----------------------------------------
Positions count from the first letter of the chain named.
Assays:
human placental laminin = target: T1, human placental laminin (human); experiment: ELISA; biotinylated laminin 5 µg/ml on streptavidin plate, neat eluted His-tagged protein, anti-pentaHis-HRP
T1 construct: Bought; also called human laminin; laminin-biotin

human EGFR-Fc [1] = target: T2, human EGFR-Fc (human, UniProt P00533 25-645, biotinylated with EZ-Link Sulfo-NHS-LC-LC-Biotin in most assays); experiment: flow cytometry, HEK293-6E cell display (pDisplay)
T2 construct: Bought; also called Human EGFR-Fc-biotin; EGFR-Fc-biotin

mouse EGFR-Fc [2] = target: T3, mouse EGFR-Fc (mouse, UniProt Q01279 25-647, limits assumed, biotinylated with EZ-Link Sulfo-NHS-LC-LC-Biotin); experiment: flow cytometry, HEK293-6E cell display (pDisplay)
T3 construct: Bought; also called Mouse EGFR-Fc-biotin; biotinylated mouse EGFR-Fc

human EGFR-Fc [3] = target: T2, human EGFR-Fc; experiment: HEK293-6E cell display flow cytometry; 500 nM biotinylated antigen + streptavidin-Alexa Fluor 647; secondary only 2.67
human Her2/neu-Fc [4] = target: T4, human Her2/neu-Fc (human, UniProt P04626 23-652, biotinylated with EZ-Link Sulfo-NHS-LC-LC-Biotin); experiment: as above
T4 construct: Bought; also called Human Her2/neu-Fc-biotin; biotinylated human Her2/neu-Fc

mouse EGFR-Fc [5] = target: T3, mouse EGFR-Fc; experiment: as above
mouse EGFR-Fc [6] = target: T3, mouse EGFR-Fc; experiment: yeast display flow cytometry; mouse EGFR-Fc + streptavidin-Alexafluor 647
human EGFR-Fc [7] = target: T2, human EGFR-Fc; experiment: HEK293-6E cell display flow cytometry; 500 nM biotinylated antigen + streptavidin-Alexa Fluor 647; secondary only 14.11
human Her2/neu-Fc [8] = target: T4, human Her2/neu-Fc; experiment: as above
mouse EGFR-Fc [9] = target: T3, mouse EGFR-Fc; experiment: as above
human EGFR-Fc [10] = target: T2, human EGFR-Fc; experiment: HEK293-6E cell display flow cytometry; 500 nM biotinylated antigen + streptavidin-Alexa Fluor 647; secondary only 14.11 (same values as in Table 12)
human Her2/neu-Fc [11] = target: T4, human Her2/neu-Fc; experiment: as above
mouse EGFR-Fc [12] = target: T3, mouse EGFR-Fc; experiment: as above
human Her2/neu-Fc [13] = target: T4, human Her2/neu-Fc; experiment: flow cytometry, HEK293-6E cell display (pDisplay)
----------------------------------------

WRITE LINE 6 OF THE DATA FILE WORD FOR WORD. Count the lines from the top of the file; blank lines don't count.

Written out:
T2 construct: Bought; also called Human EGFR-Fc-biotin; EGFR-Fc-biotin